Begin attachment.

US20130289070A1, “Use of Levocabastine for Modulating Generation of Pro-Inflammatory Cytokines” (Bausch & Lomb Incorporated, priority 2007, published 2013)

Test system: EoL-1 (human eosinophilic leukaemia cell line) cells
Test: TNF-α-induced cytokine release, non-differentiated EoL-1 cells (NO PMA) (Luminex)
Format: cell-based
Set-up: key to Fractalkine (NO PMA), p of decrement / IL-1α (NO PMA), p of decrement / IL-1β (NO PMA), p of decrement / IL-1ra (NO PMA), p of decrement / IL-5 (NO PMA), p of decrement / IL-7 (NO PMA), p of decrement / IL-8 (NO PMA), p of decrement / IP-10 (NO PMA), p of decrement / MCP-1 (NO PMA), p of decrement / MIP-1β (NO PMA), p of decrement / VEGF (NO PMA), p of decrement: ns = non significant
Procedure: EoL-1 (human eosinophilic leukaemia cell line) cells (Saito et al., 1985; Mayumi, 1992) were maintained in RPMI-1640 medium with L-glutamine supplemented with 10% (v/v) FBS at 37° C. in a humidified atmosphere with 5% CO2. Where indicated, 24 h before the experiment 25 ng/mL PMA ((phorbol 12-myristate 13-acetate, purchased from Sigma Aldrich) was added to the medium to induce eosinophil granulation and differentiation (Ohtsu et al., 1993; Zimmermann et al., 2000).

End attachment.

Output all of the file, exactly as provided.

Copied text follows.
US20130289070A1, “Use of Levocabastine for Modulating Generation of Pro-Inflammatory Cytokines” (Bausch & Lomb Incorporated, priority 2007, published 2013)

Test system: EoL-1 (human eosinophilic leukaemia cell line) cells
Test: TNF-α-induced cytokine release, non-differentiated EoL-1 cells (NO PMA) (Luminex)
Format: cell-based
Set-up: key to Fractalkine (NO PMA), p of decrement / IL-1α (NO PMA), p of decrement / IL-1β (NO PMA), p of decrement / IL-1ra (NO PMA), p of decrement / IL-5 (NO PMA), p of decrement / IL-7 (NO PMA), p of decrement / IL-8 (NO PMA), p of decrement / IP-10 (NO PMA), p of decrement / MCP-1 (NO PMA), p of decrement / MIP-1β (NO PMA), p of decrement / VEGF (NO PMA), p of decrement: ns = non significant
Procedure: EoL-1 (human eosinophilic leukaemia cell line) cells (Saito et al., 1985; Mayumi, 1992) were maintained in RPMI-1640 medium with L-glutamine supplemented with 10% (v/v) FBS at 37° C. in a humidified atmosphere with 5% CO2. Where indicated, 24 h before the experiment 25 ng/mL PMA ((phorbol 12-myristate 13-acetate, purchased from Sigma Aldrich) was added to the medium to induce eosinophil granulation and differentiation (Ohtsu et al., 1993; Zimmermann et al., 2000).